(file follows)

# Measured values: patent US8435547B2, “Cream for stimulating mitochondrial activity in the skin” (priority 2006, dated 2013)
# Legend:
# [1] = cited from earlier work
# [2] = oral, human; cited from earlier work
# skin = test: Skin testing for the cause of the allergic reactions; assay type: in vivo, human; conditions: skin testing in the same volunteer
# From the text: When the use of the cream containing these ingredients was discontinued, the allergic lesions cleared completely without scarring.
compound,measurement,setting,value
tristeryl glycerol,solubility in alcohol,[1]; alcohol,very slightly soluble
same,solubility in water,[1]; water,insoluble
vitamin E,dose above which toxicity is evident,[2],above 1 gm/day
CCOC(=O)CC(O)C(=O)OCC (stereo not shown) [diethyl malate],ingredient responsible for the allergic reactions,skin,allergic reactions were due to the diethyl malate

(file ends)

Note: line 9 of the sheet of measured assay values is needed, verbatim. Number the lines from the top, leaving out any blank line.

same,solubility in water,[1]; water,insoluble